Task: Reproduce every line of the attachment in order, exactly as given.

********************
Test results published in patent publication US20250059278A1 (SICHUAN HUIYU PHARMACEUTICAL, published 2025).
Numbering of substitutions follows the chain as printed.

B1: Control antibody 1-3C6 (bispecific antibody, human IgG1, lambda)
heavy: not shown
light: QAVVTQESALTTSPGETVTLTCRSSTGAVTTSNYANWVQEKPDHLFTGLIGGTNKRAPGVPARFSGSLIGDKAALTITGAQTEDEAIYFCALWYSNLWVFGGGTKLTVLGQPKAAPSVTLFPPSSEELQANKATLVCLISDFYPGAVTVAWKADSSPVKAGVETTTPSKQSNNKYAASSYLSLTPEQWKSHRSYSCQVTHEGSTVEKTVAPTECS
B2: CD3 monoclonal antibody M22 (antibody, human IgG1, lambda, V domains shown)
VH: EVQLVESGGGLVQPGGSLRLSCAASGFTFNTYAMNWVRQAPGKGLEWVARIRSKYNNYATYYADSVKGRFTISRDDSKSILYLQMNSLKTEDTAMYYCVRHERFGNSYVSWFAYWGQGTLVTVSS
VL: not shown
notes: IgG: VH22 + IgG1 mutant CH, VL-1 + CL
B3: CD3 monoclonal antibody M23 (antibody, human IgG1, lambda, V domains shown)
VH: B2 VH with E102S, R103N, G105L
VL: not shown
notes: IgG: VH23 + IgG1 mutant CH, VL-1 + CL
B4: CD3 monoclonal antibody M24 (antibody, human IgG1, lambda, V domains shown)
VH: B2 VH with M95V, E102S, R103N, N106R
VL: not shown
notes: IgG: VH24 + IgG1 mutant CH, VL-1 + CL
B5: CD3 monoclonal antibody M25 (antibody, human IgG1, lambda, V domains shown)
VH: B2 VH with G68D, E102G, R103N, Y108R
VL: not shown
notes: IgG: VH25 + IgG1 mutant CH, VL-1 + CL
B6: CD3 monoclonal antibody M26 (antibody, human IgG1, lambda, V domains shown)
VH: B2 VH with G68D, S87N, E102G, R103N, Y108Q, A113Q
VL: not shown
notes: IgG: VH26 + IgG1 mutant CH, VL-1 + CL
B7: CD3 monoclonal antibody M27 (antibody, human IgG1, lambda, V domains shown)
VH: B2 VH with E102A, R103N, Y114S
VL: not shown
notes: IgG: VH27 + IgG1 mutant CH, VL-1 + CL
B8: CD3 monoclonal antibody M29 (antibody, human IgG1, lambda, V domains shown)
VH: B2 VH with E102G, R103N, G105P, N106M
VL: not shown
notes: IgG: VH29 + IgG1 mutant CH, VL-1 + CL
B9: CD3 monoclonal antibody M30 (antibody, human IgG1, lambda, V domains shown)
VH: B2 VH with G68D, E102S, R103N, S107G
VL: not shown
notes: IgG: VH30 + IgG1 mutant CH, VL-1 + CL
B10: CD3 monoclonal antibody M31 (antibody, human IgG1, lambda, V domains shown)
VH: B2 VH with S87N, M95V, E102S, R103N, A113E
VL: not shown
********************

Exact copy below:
Test results published in patent publication US20250059278A1 (SICHUAN HUIYU PHARMACEUTICAL, published 2025).
Numbering of substitutions follows the chain as printed.

B1: Control antibody 1-3C6 (bispecific antibody, human IgG1, lambda)
heavy: not shown
light: QAVVTQESALTTSPGETVTLTCRSSTGAVTTSNYANWVQEKPDHLFTGLIGGTNKRAPGVPARFSGSLIGDKAALTITGAQTEDEAIYFCALWYSNLWVFGGGTKLTVLGQPKAAPSVTLFPPSSEELQANKATLVCLISDFYPGAVTVAWKADSSPVKAGVETTTPSKQSNNKYAASSYLSLTPEQWKSHRSYSCQVTHEGSTVEKTVAPTECS
B2: CD3 monoclonal antibody M22 (antibody, human IgG1, lambda, V domains shown)
VH: EVQLVESGGGLVQPGGSLRLSCAASGFTFNTYAMNWVRQAPGKGLEWVARIRSKYNNYATYYADSVKGRFTISRDDSKSILYLQMNSLKTEDTAMYYCVRHERFGNSYVSWFAYWGQGTLVTVSS
VL: not shown
notes: IgG: VH22 + IgG1 mutant CH, VL-1 + CL
B3: CD3 monoclonal antibody M23 (antibody, human IgG1, lambda, V domains shown)
VH: B2 VH with E102S, R103N, G105L
VL: not shown
notes: IgG: VH23 + IgG1 mutant CH, VL-1 + CL
B4: CD3 monoclonal antibody M24 (antibody, human IgG1, lambda, V domains shown)
VH: B2 VH with M95V, E102S, R103N, N106R
VL: not shown
notes: IgG: VH24 + IgG1 mutant CH, VL-1 + CL
B5: CD3 monoclonal antibody M25 (antibody, human IgG1, lambda, V domains shown)
VH: B2 VH with G68D, E102G, R103N, Y108R
VL: not shown
notes: IgG: VH25 + IgG1 mutant CH, VL-1 + CL
B6: CD3 monoclonal antibody M26 (antibody, human IgG1, lambda, V domains shown)
VH: B2 VH with G68D, S87N, E102G, R103N, Y108Q, A113Q
VL: not shown
notes: IgG: VH26 + IgG1 mutant CH, VL-1 + CL
B7: CD3 monoclonal antibody M27 (antibody, human IgG1, lambda, V domains shown)
VH: B2 VH with E102A, R103N, Y114S
VL: not shown
notes: IgG: VH27 + IgG1 mutant CH, VL-1 + CL
B8: CD3 monoclonal antibody M29 (antibody, human IgG1, lambda, V domains shown)
VH: B2 VH with E102G, R103N, G105P, N106M
VL: not shown
notes: IgG: VH29 + IgG1 mutant CH, VL-1 + CL
B9: CD3 monoclonal antibody M30 (antibody, human IgG1, lambda, V domains shown)
VH: B2 VH with G68D, E102S, R103N, S107G
VL: not shown
notes: IgG: VH30 + IgG1 mutant CH, VL-1 + CL
B10: CD3 monoclonal antibody M31 (antibody, human IgG1, lambda, V domains shown)
VH: B2 VH with S87N, M95V, E102S, R103N, A113E
VL: not shown